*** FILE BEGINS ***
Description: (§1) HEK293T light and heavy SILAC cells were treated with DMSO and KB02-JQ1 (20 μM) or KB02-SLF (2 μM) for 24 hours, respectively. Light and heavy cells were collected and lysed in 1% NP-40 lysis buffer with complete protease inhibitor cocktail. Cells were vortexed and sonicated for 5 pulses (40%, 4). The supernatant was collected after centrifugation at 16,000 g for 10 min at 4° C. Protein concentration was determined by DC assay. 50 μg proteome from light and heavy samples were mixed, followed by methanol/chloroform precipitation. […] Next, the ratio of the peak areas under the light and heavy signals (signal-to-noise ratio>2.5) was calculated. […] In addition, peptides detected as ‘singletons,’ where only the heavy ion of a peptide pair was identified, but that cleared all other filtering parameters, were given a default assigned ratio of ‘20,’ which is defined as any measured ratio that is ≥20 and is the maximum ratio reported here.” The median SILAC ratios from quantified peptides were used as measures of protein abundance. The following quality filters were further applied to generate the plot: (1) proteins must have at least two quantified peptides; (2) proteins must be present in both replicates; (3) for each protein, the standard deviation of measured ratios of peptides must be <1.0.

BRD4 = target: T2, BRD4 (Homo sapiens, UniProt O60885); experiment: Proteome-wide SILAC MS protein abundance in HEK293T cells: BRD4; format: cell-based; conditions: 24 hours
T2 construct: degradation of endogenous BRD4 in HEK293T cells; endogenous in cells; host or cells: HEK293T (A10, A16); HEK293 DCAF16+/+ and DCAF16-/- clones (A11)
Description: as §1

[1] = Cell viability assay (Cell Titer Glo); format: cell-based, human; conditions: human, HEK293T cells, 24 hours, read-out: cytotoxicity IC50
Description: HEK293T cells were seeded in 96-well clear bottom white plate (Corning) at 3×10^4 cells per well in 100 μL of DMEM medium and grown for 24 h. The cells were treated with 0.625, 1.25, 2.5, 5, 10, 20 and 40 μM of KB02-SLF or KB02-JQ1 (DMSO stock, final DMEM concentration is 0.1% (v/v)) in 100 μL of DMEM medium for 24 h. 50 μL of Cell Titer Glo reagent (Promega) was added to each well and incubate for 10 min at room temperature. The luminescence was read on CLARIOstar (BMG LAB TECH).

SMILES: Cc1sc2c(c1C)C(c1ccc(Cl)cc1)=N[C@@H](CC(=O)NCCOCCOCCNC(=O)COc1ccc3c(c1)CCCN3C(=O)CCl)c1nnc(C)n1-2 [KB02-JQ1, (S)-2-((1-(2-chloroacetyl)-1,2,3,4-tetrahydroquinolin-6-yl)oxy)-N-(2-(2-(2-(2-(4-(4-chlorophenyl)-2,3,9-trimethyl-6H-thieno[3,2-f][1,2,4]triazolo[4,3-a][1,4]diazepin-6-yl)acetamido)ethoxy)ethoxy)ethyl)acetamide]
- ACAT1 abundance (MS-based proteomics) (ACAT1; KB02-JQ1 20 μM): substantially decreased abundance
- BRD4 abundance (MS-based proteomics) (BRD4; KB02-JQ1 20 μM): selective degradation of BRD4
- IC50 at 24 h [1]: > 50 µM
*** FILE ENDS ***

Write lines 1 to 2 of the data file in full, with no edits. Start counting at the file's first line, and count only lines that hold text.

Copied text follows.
Description: (§1) HEK293T light and heavy SILAC cells were treated with DMSO and KB02-JQ1 (20 μM) or KB02-SLF (2 μM) for 24 hours, respectively. Light and heavy cells were collected and lysed in 1% NP-40 lysis buffer with complete protease inhibitor cocktail. Cells were vortexed and sonicated for 5 pulses (40%, 4). The supernatant was collected after centrifugation at 16,000 g for 10 min at 4° C. Protein concentration was determined by DC assay. 50 μg proteome from light and heavy samples were mixed, followed by methanol/chloroform precipitation. […] Next, the ratio of the peak areas under the light and heavy signals (signal-to-noise ratio>2.5) was calculated. […] In addition, peptides detected as ‘singletons,’ where only the heavy ion of a peptide pair was identified, but that cleared all other filtering parameters, were given a default assigned ratio of ‘20,’ which is defined as any measured ratio that is ≥20 and is the maximum ratio reported here.” The median SILAC ratios from quantified peptides were used as measures of protein abundance. The following quality filters were further applied to generate the plot: (1) proteins must have at least two quantified peptides; (2) proteins must be present in both replicates; (3) for each protein, the standard deviation of measured ratios of peptides must be <1.0.

BRD4 = target: T2, BRD4 (Homo sapiens, UniProt O60885); experiment: Proteome-wide SILAC MS protein abundance in HEK293T cells: BRD4; format: cell-based; conditions: 24 hours